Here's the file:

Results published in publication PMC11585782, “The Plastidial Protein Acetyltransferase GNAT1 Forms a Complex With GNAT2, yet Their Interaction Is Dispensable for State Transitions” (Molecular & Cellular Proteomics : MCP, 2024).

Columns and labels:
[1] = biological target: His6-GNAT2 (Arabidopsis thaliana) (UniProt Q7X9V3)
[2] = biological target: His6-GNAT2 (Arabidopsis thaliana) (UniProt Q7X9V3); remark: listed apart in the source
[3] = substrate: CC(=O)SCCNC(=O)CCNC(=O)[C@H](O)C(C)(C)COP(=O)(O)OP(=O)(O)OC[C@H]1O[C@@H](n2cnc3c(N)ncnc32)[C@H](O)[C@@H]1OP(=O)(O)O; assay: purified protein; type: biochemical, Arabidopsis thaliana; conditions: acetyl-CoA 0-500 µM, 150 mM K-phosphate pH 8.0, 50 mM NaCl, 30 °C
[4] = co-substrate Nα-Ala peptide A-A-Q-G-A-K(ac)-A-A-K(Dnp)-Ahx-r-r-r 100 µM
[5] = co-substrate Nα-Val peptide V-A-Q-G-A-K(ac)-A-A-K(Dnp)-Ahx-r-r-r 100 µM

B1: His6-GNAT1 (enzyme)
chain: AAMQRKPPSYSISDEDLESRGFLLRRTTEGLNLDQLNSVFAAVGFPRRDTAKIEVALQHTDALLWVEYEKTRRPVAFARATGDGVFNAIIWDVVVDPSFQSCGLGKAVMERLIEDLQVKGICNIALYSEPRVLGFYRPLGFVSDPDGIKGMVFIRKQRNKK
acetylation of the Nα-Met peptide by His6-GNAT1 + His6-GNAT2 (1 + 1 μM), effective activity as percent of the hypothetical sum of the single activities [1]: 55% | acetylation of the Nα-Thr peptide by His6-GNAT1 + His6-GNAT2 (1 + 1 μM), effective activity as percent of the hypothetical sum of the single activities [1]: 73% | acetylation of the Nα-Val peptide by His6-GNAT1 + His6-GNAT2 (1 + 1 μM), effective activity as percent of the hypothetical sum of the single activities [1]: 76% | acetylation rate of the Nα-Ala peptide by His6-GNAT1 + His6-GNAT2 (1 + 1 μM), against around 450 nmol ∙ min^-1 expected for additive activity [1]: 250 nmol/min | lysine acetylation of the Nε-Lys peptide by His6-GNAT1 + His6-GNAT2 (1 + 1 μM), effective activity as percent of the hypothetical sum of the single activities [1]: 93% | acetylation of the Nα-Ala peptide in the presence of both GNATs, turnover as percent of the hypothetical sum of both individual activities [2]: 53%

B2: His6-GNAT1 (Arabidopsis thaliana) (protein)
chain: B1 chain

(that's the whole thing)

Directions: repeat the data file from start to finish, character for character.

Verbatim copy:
Results published in publication PMC11585782, “The Plastidial Protein Acetyltransferase GNAT1 Forms a Complex With GNAT2, yet Their Interaction Is Dispensable for State Transitions” (Molecular & Cellular Proteomics : MCP, 2024).

Columns and labels:
[1] = biological target: His6-GNAT2 (Arabidopsis thaliana) (UniProt Q7X9V3)
[2] = biological target: His6-GNAT2 (Arabidopsis thaliana) (UniProt Q7X9V3); remark: listed apart in the source
[3] = substrate: CC(=O)SCCNC(=O)CCNC(=O)[C@H](O)C(C)(C)COP(=O)(O)OP(=O)(O)OC[C@H]1O[C@@H](n2cnc3c(N)ncnc32)[C@H](O)[C@@H]1OP(=O)(O)O; assay: purified protein; type: biochemical, Arabidopsis thaliana; conditions: acetyl-CoA 0-500 µM, 150 mM K-phosphate pH 8.0, 50 mM NaCl, 30 °C
[4] = co-substrate Nα-Ala peptide A-A-Q-G-A-K(ac)-A-A-K(Dnp)-Ahx-r-r-r 100 µM
[5] = co-substrate Nα-Val peptide V-A-Q-G-A-K(ac)-A-A-K(Dnp)-Ahx-r-r-r 100 µM

B1: His6-GNAT1 (enzyme)
chain: AAMQRKPPSYSISDEDLESRGFLLRRTTEGLNLDQLNSVFAAVGFPRRDTAKIEVALQHTDALLWVEYEKTRRPVAFARATGDGVFNAIIWDVVVDPSFQSCGLGKAVMERLIEDLQVKGICNIALYSEPRVLGFYRPLGFVSDPDGIKGMVFIRKQRNKK
acetylation of the Nα-Met peptide by His6-GNAT1 + His6-GNAT2 (1 + 1 μM), effective activity as percent of the hypothetical sum of the single activities [1]: 55% | acetylation of the Nα-Thr peptide by His6-GNAT1 + His6-GNAT2 (1 + 1 μM), effective activity as percent of the hypothetical sum of the single activities [1]: 73% | acetylation of the Nα-Val peptide by His6-GNAT1 + His6-GNAT2 (1 + 1 μM), effective activity as percent of the hypothetical sum of the single activities [1]: 76% | acetylation rate of the Nα-Ala peptide by His6-GNAT1 + His6-GNAT2 (1 + 1 μM), against around 450 nmol ∙ min^-1 expected for additive activity [1]: 250 nmol/min | lysine acetylation of the Nε-Lys peptide by His6-GNAT1 + His6-GNAT2 (1 + 1 μM), effective activity as percent of the hypothetical sum of the single activities [1]: 93% | acetylation of the Nα-Ala peptide in the presence of both GNATs, turnover as percent of the hypothetical sum of both individual activities [2]: 53%

B2: His6-GNAT1 (Arabidopsis thaliana) (protein)
chain: B1 chain